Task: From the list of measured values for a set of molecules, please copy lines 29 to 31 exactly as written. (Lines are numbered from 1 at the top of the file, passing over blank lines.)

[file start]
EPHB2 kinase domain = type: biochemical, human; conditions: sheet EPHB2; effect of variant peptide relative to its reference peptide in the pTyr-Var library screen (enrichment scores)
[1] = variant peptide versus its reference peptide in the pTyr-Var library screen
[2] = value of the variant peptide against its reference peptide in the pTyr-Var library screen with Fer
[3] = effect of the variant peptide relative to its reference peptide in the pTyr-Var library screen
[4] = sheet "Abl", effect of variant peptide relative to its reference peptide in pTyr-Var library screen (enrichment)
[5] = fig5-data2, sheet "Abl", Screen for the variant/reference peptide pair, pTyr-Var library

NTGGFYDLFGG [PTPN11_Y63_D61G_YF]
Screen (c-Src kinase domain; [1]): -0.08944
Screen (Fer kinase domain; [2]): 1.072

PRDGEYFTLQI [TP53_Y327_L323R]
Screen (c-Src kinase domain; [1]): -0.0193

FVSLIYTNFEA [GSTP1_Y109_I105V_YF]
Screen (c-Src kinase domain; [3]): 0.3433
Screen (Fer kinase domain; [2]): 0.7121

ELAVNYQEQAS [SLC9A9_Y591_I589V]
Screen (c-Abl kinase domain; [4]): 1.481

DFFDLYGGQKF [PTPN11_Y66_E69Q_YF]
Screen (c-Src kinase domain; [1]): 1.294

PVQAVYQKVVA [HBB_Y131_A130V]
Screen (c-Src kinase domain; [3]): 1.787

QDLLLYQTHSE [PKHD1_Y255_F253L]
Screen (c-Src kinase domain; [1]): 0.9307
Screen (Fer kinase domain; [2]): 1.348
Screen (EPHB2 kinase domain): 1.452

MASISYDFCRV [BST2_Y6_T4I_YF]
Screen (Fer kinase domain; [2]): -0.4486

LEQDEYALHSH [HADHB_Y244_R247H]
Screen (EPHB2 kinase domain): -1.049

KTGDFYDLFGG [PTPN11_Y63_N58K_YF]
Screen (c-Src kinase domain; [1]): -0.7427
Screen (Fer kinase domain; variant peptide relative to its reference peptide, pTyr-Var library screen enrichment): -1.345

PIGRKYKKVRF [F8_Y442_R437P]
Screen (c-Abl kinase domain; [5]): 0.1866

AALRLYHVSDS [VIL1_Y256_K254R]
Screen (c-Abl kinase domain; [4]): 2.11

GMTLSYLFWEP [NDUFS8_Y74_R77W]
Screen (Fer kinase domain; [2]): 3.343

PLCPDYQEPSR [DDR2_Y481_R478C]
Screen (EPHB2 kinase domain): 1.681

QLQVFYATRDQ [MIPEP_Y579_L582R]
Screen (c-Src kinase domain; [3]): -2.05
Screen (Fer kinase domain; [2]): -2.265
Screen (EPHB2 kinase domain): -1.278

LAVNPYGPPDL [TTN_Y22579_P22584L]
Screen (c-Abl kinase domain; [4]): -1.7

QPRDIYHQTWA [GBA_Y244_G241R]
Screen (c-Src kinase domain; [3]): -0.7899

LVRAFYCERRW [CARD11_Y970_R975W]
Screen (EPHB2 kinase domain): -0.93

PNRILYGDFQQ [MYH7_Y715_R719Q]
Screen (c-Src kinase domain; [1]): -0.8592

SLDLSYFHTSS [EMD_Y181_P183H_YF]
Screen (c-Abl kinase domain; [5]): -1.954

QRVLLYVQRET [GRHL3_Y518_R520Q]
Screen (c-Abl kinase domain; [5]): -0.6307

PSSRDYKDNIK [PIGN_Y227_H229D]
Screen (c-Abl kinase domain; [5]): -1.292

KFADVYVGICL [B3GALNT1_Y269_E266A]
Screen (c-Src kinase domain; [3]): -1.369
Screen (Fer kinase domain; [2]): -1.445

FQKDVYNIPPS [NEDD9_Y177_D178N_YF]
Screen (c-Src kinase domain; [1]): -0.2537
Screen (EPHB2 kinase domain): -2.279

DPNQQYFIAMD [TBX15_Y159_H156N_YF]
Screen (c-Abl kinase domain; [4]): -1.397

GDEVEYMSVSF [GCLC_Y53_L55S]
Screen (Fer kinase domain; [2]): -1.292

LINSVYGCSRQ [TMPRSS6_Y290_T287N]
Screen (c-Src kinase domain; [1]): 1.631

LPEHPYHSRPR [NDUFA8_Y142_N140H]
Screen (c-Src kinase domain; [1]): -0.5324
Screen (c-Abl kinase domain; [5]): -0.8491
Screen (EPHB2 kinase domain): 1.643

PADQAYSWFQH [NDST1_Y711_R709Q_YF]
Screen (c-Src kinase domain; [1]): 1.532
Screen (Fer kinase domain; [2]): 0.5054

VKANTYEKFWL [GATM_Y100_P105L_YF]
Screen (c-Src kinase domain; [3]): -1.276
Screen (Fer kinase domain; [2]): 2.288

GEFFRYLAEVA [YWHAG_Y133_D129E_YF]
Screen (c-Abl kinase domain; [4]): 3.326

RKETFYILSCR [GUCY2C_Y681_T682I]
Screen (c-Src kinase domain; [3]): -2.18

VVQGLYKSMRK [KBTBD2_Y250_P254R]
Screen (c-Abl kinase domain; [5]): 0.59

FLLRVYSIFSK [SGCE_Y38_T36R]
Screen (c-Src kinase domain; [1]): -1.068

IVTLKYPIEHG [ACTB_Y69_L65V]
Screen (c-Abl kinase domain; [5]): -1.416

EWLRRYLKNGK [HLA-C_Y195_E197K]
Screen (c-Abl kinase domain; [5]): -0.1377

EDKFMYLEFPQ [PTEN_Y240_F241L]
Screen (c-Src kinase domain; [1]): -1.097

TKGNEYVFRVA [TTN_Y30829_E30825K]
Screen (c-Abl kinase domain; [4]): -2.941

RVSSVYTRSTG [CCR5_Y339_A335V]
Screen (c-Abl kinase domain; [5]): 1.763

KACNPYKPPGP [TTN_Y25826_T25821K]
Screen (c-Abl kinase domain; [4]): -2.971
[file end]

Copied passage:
KTGDFYDLFGG [PTPN11_Y63_N58K_YF]
Screen (c-Src kinase domain; [1]): -0.7427
Screen (Fer kinase domain; variant peptide relative to its reference peptide, pTyr-Var library screen enrichment): -1.345